Four Articles and a Poem

8:28 AM


Weekly, I post four articles that I found significant and a poem accompanied by some comments about what we can learn from them. Our lives are enriched by seeing better. Each week, one article comes from the world of photography, a discipline that is about seeing. Another article comes from the world of technology, hence seeing something of the future. Another article takes up an aspect of our life together, seeing more clearly the other. Another article refers to faith, seeing the unseen. Finally, the weekly post concludes with a poem, because poetry is about seeing words whose arrangement allows us to see anew.

This week, Stephen Colbert's interview with GQ was amazing. That is our first link. Since I drove to Mom and Dad's home in Kansas this week, I will share the work of a photographer documenting a changing Midwestern town. Whether we live in a big or small city, we can make choices about our community, our friends. the third article offers some reflections on friendship in the big city. The last article might inspire some guilt about what you will eventually do with the device where you are reading this. The gates of Dante's Inferno had a sign: "Abandon hope all ye who enter here." Our poem will lead us to "The Gates of Hope."
  1. The Late, Great Stephen Colbert. GQ magazine did a remarkable interview of Stephen Colbert. With an incisive window into his work to create a new show, it is poignant as well. This was the best thing that I read all week. With no further ado, click the link now. The rest of this post will wait.
  2. A Changing Midwest. . . I first noticed Josh Bachman's work on the Xela Daily Photo blog from Guatemala. Currently working on his master's project, he is documenting changes in Milan, MO. Like many places across the Midwest, Milan has attracted a growing Latino community. Bachman's work is worth perusing. Take some time and enjoy his work.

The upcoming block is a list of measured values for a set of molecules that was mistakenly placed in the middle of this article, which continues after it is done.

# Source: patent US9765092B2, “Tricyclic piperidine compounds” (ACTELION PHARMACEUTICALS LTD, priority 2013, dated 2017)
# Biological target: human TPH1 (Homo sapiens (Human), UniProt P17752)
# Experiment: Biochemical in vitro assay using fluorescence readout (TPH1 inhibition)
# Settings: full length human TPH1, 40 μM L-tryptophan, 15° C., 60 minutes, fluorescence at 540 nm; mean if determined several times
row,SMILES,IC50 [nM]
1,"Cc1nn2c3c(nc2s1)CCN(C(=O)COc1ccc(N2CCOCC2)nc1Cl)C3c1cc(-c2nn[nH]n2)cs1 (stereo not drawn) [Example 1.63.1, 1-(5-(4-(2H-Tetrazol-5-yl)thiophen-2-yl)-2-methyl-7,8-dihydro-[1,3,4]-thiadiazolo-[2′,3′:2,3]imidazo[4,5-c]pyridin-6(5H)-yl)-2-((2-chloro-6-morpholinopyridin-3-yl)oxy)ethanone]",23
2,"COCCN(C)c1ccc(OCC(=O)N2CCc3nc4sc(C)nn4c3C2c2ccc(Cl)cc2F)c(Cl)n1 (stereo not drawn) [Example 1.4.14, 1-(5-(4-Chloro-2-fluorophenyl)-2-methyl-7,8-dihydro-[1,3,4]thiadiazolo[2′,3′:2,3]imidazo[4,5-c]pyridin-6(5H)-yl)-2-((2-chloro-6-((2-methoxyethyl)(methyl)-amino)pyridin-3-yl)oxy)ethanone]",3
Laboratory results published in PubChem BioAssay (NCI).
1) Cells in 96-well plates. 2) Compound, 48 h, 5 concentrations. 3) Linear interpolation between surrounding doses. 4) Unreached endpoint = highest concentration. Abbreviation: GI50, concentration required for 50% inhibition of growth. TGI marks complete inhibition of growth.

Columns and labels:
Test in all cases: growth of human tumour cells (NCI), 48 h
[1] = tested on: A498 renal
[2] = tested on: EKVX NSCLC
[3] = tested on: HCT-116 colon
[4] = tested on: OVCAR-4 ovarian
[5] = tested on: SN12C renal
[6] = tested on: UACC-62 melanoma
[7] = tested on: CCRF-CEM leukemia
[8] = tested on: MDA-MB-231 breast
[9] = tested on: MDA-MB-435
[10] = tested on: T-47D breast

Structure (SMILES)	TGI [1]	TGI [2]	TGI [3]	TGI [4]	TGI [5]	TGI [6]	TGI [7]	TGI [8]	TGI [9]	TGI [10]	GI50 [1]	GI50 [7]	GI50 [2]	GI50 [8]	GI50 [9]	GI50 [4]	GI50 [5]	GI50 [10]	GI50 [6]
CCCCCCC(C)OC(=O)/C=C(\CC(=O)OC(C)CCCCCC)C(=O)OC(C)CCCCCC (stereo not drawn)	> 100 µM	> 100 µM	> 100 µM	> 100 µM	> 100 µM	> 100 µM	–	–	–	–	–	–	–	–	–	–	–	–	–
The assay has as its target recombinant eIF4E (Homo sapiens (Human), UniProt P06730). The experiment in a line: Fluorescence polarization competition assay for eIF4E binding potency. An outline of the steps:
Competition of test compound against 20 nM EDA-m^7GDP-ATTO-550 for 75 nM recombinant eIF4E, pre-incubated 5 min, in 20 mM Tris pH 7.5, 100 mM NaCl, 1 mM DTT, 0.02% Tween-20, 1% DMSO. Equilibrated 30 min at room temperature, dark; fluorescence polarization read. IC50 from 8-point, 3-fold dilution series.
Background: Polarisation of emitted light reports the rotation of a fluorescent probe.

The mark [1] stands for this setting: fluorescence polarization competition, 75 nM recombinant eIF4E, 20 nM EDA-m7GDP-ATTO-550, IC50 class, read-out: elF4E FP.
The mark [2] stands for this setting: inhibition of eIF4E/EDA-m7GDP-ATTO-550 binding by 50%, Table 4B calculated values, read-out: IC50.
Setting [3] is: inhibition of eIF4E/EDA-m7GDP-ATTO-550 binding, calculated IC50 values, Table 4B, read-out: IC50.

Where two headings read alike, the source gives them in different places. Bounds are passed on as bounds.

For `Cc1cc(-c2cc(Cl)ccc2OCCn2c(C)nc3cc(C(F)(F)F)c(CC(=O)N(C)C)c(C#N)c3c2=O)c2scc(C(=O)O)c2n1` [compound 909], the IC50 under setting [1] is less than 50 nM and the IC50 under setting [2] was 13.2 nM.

3. Get Rich With: Your Own Urban Tribe. Mr. Money Mustache is a website written by a thirtysomething who offer excellent, frugal financial advice. The blog often comments on the difference between wants and needs. This article consider how a work-life balance contributes to community life. The author's family lives day-to-day without use of their car, mostly walking within two miles of their home. The web of relationships with their neighbors, the depth of those relationships is appealing in a world where many of us live without knowing our neighbors by name. Mr. Money Mustache recognizes that his quality of life is determined more by his relationships than his toys. If you have not read him before, read the article.
  4. What should we do about electronic waste?The World Economic Forum shares this article written by Privahini Bradoo, Co-Founder and Chief Executive Officer of BlueOak, a start-up aimed at recycling high value metals from e-waste. Afterwards, next time you upgrade whatever device upon which you a reading this, please, recycle.
We conclude with a poem that ran recently in the Stanford Social Innovation Review. The poet, the Reverend Victoria Safford, is Lead Minister at White Bear Unitarian Universalist Church in Mahtomedi, MN.

The Gates of Hope
by Rev. Victoria Safford

Our mission is to plant ourselves at the gates of Hope—
Not the prudent gates of Optimism,
Which are somewhat narrower.
Not the stalwart, boring gates of Common Sense;
Nor the strident gates of Self-Righteousness,
Which creak on shrill and angry hinges
(People cannot hear us there; they cannot pass through)
Nor the cheerful, flimsy garden gate of
“Everything is gonna’ be all right.”
But a different, sometimes lonely place,
The place of truth-telling,
About your own soul first of all and its condition.
The place of resistance and defiance,
The piece of ground from which you see the world
Both as it is and as it could be
As it will be;
The place from which you glimpse not only struggle,
But the joy of the struggle.
And we stand there, beckoning and calling,
Telling people what we are seeing
Asking people what they see.

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